The ambiance is elegant but not stuffy. The background music, unobtrusive, usually jazz (e.g. Billy Holiday, Big Band, etc.). A very important feature for us is the acoustics. This is one of the very few restaurants in SF where there is no need to shout to be heard across the table. The artwork has a general musical theme and is all by one particular artist. Not abstract or complicated, it adds to the dining experience in a pleasant way.
I enjoy taking friends there for special occasions or to catch up after long absences in an atmosphere where conversing is not a chore. My only possible regret is that my secret undiscovered restaurant will now be discovered.
Occupation: Marketing Director
Location: San Francisco
Favorite Restaurant: Little Star Pizza
Reviewed Vignette: Wednesday, August 30, 2006
Who would have thought that within the unpretentious Orchard Hotel, you’d find a hidden gem of a fine dining experience, but after last night, I can say that, yes folks, you can.
I had the pleasure of dining at Vignette yesterday evening. Sadly we were some of the only customers in the establishment, but that also added to superb customer service we received. I don’t mean to say our wait staff was bored, but rather that they all seemed genuinely interested in making sure our meal was an experience.
Each night features a Tasting Menu worth considering, but being a party of four, and wanting some variety, we decided to split some appetizers and order our own entrees.
I can easily recommend any of our starters, but the Ahi Tuna Tartare Cones and the Sweetbreads were particularly tasty. To be fair, so was our third appetizer, the Artisan Foie Gras!
For entrees, it’s hard to go wrong, really, and the menu changes enough to offer choices for the regular diner. I ordered a newly added California Poussin (chicken) entree, which was perfectly crisp yet tender. You know you have something special when you can take a relatively common item like chicken and do something unique and flavorful with it. The rest of my party ordered the filet of beef (also quite excellent), the venison loin with huckleberry sauce, and the duck (normally part of the tasting menu but they accommodated us!).
Throughout dinner, the bartender -- who actually put together their wine list -- came by with tastings of wine to pair on the house. He had already recommended an excellent Malbec, which went nicely with all our dishes. For dessert, the Sorbet Trio is a winner, as is the Make Your Own Sundae.
As I mentioned above, we almost had the restaurant to ourselves. Granted it was a Wednesday; it’s almost ironic that in a city of gourmands, something of Vignette’s caliber can go unnoticed. So, if you’re looking for the hottest dining scene in town, you won’t find it here; what you will find is a delicious and unrushed dining experience, perfect for enjoying with good friends.
Occupation: Product Designer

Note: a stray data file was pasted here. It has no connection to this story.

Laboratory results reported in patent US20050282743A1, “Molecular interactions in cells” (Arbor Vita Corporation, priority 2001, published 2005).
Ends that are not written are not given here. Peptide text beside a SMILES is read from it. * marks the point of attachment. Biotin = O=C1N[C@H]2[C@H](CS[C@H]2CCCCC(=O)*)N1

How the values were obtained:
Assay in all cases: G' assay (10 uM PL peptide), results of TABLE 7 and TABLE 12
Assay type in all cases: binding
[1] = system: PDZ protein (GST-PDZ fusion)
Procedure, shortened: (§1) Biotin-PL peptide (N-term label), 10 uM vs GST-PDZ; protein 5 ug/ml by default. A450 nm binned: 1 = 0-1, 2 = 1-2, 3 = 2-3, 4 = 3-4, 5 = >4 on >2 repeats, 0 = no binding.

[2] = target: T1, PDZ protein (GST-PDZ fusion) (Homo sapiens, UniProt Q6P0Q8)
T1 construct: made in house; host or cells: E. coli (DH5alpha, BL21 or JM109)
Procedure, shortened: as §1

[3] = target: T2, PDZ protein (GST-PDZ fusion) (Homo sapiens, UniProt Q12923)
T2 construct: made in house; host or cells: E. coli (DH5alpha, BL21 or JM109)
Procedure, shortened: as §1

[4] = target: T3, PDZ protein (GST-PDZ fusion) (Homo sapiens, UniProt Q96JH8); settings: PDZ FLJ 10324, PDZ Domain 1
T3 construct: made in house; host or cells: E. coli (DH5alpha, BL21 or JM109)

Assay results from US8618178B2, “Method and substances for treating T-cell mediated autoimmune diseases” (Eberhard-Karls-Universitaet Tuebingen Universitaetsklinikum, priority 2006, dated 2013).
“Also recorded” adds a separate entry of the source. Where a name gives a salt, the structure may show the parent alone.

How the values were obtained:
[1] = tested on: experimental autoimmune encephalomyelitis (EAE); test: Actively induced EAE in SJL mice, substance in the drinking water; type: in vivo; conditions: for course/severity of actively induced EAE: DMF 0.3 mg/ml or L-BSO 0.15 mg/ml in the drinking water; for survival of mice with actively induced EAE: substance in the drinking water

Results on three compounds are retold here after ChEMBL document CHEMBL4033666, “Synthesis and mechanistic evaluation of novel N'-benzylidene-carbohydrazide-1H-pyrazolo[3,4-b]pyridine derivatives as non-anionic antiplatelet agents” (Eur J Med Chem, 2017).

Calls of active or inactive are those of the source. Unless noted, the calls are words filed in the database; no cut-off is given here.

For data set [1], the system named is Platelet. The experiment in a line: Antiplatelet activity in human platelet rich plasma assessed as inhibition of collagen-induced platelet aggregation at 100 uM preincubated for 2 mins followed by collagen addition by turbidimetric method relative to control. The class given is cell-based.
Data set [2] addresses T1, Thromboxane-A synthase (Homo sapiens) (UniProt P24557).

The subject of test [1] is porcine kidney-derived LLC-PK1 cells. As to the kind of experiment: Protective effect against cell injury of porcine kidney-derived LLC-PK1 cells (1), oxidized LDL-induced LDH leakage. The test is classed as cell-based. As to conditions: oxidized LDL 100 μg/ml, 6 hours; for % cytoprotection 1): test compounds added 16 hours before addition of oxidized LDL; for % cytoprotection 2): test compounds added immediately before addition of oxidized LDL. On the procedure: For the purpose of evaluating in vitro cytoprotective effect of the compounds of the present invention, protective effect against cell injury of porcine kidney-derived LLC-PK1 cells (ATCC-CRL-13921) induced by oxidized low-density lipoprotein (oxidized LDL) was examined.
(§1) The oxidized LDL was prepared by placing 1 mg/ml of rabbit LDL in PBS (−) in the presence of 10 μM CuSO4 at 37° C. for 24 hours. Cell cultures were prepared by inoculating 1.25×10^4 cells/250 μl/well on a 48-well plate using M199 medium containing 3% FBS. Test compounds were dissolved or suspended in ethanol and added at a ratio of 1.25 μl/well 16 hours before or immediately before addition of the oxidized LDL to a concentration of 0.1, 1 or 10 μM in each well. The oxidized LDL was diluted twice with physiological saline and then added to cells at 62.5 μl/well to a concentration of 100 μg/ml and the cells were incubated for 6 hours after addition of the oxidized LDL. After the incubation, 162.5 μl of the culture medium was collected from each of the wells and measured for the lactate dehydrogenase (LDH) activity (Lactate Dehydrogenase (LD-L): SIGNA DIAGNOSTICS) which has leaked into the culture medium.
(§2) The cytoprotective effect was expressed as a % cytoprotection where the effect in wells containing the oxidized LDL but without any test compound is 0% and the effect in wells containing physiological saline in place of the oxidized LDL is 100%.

Favorite Restaurant: Zatar
Reviewed Vignette: Wednesday, August 23, 2006
I was very excited about trying this restaurant after I read online that they are committed to organic food. It’s hard to find a fine dining place in downtown SF that is organic. (There are a couple great ones, but I won’t mention them here.) We found Vignette tucked into a hotel that I had never seen before and probably would never have found, so I am curious as to what kind of business they draw. It was kind of slow in there, and the dining room was a bit corporate for my taste. But our first courses were absolutely extraordinary. My husband and I were in heaven with the tuna tartare cones, which had the perfect combination of chilies and sesame. A couple of those and a nice glass of wine would be a great light meal. Vignette scored a total 100 on all the starter dishes. We were lucky to have come in on a night when they had a fresh arrival of sweet organic corn, and they used it well in several dishes. The sweet corn soup was one of the best soups I’ve ever tasted. Although it was creamy, which usually indicates “heavy” to me, it was light and frothy, and the flavor combinations allowed the corn’s natural sweetness to shine through. Then, the heirloom tomato salad blew us away. My husband is a notorious tomato hater (which I’m convinced is because most store-bought tomatoes suck) and yet he ate as much of it as I did with obvious enjoyment. I’m a huge fan of French feta, and the herbs and olives, combined with these perfect tomatoes, made for an extraordinary salad.
Unfortunately, I can’t say the same for the entrees. I really hate saying anything negative about a restaurant that has obvious great qualities and a wonderful, sweet, helpful staff, but both of our entrees were inedible. My herbed gnocchi with organic vegetables tasted and felt deep-fried. Why would anyone deep-fry gnocchi? Although the few vegetable in the dish were very flavorful, the gnocchi itself was so heavy that I felt like I was eating a super-bowl snack. Complete with the tummy ache. Then, unfortunately, the halibut we ordered was not to our liking at all. Halibut is one of my favorite fish, specifically because of its delicate, white meat. However, we seemed to have been served the darkest parts of the fish, and worse yet, the fish also seemed fried. The resulting flavor was heavy, oily, bland, and fishy. The beets and fennel were good, if I have to find one good thing to say about what was on that plate.
Another great part of the meal was the wine, although it was hard to find a good bottle for under $50. They had a couple Spanish wines that looked intriguing in the $40 range, but we just weren’t not in the mood for something Spanish. We ended up splurging and going for a $54 bottle of Willamette Valley, Oregon, Pinot Noir by Broadley. (Their David Bruce Pinot Noir, which I think is okay but not great, was totally overpriced at $59.)